Information Centre’s lawn. There was concern over the two-hour limit for performances; councillors and Garrah chewed over a 90-minute set that would avoid employees at nearby businesses getting the department-store effect with the same music playing for too long. In the chair, Deputy Mayor Rico Damota suggested rotating the performers would have the same effect. So that said, why not just put all the performers in one space? In this case, they would have to be spaced out enough not to be stepping on each others’ pipes (there is no amplification permitted), and would have to be set up on land the municipality has control over. “Sometimes I think I would like to be able to sit on a bench and listen versus walking to the bank and (being surprised by) a busker,” Garrah said. Ireland observed that the point of the project is to help revitalize the downtown and “add that very life Jasper is looking for,” something hard to achieve with a segregated stable of singers. There are details to iron out and months with which to iron them. “You believe the pilot was successful,” Ireland said Garrah. “It ought to be continued with, to use a Trumpian expression, a few tweaks.”

craig gilbert

New chapter for local library clerk Like many of Jasper’s residents, Holly Llewellyn showed up in town with only a backpack and the intent to stay for a few days. That was more than two years ago. “I was in Jasper on vacation, just travelling around by myself, but once I got here I fell in love,” Llewellyn said. Hoping to make Jasper home, Llewellyn started scrolling through a slew of job postings until she came across a technician position at the Jasper Municipal Library. “I thought it was perfect because it combined my love of books and technology,” she said. “I had went to college for a multimedia design and production technology program, but I didn’t have any library experience. I never thought I’d get hired.” A few day’s later, Llewellyn received word from Angie Thom, the director of library services. The job was hers. “I felt really lucky because they actually took a chance on me,” Llewellyn said. “That probably wouldn’t happen anywhere else.” In the months that followed, working at the library became more than just a means to stay in Jasper. It became Llewellyn’s passion. “Most of my life I’ve just been winging it, not really knowing what I’m doing—just going by the seat of my pants, but everything about the library just felt right,” she said. Through the library Llewellyn started taking various training courses, increasing her skills and responsibilities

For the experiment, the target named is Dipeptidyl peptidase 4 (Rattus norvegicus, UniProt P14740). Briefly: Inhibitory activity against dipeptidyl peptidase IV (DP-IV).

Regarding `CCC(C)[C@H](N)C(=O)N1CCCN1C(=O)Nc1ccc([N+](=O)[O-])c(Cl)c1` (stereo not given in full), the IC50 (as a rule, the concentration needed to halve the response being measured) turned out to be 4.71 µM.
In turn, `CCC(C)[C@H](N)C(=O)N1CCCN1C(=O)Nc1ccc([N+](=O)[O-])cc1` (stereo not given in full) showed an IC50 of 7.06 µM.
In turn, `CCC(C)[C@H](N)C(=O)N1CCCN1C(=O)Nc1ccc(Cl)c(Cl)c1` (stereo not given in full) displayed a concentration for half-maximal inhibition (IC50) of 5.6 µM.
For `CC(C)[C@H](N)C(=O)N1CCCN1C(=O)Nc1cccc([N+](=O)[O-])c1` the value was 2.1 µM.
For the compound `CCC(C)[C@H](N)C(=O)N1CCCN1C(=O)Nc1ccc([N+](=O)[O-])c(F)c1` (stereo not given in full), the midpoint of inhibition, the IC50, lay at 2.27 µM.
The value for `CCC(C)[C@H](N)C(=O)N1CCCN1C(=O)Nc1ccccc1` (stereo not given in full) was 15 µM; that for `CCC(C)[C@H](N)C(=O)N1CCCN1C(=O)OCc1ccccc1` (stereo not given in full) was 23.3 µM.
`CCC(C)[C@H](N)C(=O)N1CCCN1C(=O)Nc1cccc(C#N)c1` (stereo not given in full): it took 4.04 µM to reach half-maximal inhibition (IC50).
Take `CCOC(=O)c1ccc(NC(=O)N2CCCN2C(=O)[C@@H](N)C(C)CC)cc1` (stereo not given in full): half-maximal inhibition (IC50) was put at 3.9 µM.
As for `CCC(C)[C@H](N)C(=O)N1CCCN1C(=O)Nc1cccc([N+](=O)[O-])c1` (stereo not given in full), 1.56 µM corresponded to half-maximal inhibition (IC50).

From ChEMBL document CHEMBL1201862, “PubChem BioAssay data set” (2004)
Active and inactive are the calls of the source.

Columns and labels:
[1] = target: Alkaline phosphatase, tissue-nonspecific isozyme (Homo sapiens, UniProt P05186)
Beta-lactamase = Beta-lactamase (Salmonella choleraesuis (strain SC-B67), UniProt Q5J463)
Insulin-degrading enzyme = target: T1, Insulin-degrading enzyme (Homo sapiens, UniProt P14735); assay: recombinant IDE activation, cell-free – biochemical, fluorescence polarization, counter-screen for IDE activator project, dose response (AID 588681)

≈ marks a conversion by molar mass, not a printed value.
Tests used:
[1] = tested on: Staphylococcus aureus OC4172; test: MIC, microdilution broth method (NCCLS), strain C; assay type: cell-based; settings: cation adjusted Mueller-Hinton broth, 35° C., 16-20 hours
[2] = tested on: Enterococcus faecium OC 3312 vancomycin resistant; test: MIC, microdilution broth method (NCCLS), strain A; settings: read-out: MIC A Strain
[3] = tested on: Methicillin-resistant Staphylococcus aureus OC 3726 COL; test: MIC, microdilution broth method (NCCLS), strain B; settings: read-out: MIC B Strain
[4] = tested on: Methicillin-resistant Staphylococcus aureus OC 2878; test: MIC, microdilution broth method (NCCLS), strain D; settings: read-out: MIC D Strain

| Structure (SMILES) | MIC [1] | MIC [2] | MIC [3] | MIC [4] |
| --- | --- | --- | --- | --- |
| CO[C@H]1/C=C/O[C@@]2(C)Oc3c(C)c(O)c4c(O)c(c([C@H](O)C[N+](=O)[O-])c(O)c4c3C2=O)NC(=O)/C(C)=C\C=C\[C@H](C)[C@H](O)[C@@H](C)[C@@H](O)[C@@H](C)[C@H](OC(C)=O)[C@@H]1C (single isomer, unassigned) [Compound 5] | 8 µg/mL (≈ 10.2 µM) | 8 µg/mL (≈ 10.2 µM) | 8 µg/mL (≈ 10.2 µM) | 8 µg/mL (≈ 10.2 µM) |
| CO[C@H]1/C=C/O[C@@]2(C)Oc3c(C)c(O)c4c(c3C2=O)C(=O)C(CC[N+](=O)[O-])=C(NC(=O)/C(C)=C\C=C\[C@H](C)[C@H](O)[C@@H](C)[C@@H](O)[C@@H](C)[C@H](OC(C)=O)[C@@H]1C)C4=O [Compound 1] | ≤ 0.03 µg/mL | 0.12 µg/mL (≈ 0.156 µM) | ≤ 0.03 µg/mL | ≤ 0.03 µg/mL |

After two years working as a clerk at the Jasper Municipal Library, Holly Llewellyn is heading back to school to become a certified library technician. | K. Byrne photo

at work, which included a whole lot of cataloguing and organizing a weekly game night. “Angie kept letting me do more and more. It was awesome that they saw my potential,” Llewellyn said. For the first time in what seemed like forever, things were going well for the 25-year-old as she settled into adulthood. However, that comfort bubble popped a few weeks ago when

Llewellyn was reminded that the lease on her apartment was almost up and her housing options were limited. Rather than become overwhelmed, Llewellyn saw her predicament as a new opportunity. She applied to the Library and Information Technician program at Algonquin College in Ottawa. The program would allow her to expand on both technical and public services within the library world,

Library vandal pleads guilty

One of two men accused of vandalizing the Jasper Library and Cultural Centre in April 2016 pled guilty to five counts of mischief causing damage and a failure to comply with conditions in Jasper Provincial Court, Feb. 9.

According to the Crown, on April 19, 2016 Chase Fogarty-Landsman and a co-accused broke into the library while it was still under construction and spray painted several walls. Several fire extinguishers were also discharged. Police estimated at the time there was more than $5,000 in damage. Shortly after the call, police received another complaint of graffiti in the pedestrian underpass below the train tracks on Hazel Avenue. Upon arrival, police discovered a significant amount of graffiti, including the word “Chase.” The RCMP also received calls about graffiti to a vehicle parked at the hospital, as well as a Bobcat owned by Jasper Concrete. Graffiti was also found on a local business in the downtown core and a senior’s residence. Police were able to locate both suspects believed to be involved in the vandalism and took a statement from both of them who admitted to damaging the properties. Both individuals were under conditions at the time not to enter the library after previously breaking into it. The co-accused in this case is Parker Broadfoot, who has a trial set for Feb. 24. None of the charges against him have been proven in court. In June, the Fitzhugh incorrectly reported that Broadfoot had his charges withdrawn. Those charges are still before the court. The three charges that were withdrawn on May 26, 2016, were similar in nature, but related to a different incident. The Fitzhugh published a